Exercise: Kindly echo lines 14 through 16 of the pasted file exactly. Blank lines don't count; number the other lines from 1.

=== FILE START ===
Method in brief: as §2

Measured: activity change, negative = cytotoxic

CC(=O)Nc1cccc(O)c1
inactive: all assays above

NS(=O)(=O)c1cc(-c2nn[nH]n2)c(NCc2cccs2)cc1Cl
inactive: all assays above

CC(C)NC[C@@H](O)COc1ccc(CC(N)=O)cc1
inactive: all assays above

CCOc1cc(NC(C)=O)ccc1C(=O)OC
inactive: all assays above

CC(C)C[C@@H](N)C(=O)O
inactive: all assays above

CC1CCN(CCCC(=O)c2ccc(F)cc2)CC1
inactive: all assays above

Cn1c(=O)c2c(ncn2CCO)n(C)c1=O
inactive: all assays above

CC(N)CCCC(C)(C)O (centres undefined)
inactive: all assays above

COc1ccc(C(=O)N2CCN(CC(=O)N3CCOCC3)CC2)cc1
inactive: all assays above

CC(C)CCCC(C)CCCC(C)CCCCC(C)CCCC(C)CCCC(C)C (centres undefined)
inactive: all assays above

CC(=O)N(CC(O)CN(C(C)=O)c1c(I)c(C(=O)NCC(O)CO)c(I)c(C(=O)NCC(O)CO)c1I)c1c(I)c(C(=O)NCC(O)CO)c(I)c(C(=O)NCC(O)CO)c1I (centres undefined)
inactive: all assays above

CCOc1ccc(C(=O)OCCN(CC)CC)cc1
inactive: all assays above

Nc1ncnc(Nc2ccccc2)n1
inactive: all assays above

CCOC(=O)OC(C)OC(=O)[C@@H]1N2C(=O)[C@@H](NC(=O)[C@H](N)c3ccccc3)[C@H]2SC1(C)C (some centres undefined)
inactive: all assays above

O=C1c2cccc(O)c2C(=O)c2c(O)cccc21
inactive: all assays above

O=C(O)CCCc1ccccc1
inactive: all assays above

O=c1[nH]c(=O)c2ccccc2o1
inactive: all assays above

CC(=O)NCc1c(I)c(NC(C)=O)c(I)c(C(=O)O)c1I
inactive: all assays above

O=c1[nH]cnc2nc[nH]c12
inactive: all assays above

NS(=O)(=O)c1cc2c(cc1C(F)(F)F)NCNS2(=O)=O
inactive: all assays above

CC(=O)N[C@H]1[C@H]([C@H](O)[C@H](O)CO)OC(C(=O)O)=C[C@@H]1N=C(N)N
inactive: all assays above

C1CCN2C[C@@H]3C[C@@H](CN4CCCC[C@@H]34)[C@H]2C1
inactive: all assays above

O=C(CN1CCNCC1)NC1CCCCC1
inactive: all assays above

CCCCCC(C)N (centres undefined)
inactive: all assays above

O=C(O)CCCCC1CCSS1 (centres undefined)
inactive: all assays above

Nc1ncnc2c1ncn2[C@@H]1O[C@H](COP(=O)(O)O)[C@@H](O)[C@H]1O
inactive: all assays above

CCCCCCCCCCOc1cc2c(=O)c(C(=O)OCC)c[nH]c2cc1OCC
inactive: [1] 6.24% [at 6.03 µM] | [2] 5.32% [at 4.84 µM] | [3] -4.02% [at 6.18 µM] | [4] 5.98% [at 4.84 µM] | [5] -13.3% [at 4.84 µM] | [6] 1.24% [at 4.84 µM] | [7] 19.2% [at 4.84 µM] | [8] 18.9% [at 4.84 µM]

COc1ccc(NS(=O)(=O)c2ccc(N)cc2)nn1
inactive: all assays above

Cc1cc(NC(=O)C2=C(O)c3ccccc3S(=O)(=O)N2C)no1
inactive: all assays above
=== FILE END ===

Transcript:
inactive: all assays above

Cn1c(=O)c2c(ncn2CCO)n(C)c1=O
inactive: all assays above